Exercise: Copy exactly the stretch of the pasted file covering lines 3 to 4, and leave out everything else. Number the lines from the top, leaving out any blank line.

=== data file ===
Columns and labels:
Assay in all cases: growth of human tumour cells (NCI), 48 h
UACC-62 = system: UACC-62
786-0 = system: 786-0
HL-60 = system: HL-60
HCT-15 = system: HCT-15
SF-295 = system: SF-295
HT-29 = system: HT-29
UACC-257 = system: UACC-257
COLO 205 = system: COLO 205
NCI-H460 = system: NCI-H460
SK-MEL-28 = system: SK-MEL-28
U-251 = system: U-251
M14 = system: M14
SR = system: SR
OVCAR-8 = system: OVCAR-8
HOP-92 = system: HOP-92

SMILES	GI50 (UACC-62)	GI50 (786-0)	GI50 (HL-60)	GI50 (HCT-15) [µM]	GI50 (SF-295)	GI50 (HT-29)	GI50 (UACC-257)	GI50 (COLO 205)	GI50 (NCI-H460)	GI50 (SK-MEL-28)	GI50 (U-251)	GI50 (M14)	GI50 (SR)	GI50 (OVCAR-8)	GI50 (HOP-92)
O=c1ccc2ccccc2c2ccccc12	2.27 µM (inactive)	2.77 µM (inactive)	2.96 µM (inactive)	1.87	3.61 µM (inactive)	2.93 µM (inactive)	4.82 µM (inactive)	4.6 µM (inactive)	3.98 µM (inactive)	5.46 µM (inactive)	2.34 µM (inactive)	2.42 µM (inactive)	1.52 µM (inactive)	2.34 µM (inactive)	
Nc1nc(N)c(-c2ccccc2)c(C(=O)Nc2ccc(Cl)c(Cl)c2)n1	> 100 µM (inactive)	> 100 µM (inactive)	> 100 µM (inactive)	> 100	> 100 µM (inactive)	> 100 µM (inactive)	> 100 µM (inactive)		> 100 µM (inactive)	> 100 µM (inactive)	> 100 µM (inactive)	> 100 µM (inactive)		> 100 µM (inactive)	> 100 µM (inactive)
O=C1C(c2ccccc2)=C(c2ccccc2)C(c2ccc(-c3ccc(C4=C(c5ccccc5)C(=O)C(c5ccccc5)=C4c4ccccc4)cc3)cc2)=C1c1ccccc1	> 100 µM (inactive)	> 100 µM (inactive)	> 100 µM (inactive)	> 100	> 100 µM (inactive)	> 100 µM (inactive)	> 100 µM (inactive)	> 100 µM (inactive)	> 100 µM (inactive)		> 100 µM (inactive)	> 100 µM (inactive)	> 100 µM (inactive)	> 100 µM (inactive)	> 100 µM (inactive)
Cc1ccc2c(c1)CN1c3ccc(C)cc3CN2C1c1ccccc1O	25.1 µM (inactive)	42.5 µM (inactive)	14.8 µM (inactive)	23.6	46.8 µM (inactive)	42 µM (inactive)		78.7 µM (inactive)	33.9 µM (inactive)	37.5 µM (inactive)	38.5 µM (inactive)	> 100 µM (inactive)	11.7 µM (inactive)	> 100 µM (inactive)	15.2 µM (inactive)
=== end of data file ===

UACC-62 = system: UACC-62
786-0 = system: 786-0